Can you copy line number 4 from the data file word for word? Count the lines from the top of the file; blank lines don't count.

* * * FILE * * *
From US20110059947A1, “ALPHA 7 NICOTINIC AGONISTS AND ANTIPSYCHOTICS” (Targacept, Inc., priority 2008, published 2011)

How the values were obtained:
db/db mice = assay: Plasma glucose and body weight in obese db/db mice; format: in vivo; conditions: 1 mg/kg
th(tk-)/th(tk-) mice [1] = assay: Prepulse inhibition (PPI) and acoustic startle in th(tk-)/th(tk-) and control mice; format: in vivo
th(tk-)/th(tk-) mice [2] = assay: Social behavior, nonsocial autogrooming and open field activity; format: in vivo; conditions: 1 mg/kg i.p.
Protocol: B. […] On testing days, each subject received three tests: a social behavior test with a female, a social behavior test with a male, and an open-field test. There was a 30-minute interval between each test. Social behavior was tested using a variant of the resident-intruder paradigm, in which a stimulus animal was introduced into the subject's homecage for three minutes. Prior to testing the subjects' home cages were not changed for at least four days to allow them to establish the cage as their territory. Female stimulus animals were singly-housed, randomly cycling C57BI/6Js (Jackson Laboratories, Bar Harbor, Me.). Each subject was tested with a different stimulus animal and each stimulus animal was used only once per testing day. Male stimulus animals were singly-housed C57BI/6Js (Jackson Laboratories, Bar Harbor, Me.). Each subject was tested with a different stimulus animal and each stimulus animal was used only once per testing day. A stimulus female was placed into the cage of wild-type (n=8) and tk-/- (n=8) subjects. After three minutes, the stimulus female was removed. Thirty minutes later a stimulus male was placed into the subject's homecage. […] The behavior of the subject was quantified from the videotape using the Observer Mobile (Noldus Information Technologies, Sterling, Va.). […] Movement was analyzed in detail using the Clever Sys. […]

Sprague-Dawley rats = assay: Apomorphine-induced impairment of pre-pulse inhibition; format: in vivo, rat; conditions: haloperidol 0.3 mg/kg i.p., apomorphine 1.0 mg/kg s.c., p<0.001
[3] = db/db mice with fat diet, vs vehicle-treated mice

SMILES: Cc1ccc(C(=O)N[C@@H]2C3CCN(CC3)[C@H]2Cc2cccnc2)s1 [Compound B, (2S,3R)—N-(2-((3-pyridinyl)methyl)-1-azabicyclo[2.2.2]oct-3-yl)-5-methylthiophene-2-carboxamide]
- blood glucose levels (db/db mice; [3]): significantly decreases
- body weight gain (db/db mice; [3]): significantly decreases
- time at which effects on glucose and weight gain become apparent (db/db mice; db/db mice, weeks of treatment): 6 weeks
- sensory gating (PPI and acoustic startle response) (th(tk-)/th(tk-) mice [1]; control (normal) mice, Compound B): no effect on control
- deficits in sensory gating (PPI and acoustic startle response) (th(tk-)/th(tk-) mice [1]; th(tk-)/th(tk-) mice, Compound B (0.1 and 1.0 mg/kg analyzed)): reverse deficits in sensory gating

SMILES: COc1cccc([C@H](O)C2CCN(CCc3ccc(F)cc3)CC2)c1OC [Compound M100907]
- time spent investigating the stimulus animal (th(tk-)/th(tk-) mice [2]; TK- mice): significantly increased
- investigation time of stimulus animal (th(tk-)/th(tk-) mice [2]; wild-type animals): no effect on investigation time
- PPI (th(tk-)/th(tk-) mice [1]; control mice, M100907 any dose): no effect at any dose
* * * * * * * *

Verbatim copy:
th(tk-)/th(tk-) mice [1] = assay: Prepulse inhibition (PPI) and acoustic startle in th(tk-)/th(tk-) and control mice; format: in vivo